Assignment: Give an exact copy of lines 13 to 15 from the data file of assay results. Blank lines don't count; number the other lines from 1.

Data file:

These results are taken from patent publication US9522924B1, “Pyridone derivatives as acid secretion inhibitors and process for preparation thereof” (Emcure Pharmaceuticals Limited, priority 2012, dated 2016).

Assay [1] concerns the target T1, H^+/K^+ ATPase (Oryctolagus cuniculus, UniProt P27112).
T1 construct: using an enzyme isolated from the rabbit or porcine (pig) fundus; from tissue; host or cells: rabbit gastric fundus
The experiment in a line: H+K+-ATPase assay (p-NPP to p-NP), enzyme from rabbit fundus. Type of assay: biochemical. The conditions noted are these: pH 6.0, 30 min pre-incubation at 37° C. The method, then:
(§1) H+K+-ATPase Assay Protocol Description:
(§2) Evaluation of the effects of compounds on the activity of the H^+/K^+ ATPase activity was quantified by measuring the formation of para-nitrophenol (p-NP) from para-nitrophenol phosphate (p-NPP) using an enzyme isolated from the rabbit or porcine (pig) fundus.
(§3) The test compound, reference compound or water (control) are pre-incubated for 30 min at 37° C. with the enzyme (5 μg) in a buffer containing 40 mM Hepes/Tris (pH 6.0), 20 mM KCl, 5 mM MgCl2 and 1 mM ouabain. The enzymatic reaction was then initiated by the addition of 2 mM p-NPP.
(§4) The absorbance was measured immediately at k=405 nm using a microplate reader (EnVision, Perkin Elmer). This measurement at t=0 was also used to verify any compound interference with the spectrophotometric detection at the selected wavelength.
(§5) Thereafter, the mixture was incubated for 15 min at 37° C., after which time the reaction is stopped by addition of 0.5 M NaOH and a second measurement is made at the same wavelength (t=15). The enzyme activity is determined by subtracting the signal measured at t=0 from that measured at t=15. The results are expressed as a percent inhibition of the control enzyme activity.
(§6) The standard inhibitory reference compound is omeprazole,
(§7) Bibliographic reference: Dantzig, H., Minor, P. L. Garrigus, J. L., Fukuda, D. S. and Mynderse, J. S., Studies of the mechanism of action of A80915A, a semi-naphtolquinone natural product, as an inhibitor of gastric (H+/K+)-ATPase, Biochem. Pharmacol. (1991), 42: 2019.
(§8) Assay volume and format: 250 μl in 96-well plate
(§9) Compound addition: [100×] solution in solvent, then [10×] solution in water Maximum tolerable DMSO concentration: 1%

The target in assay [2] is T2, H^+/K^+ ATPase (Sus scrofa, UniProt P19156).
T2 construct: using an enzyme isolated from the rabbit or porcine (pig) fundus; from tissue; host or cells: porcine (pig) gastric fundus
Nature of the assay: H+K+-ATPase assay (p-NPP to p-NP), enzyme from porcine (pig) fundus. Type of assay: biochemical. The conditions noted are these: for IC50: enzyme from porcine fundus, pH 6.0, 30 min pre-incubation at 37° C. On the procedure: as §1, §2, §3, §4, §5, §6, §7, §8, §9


(§9) Compound addition: [100×] solution in solvent, then [10×] solution in water Maximum tolerable DMSO concentration: 1%

The target in assay [2] is T2, H^+/K^+ ATPase (Sus scrofa, UniProt P19156).
T2 construct: using an enzyme isolated from the rabbit or porcine (pig) fundus; from tissue; host or cells: porcine (pig) gastric fundus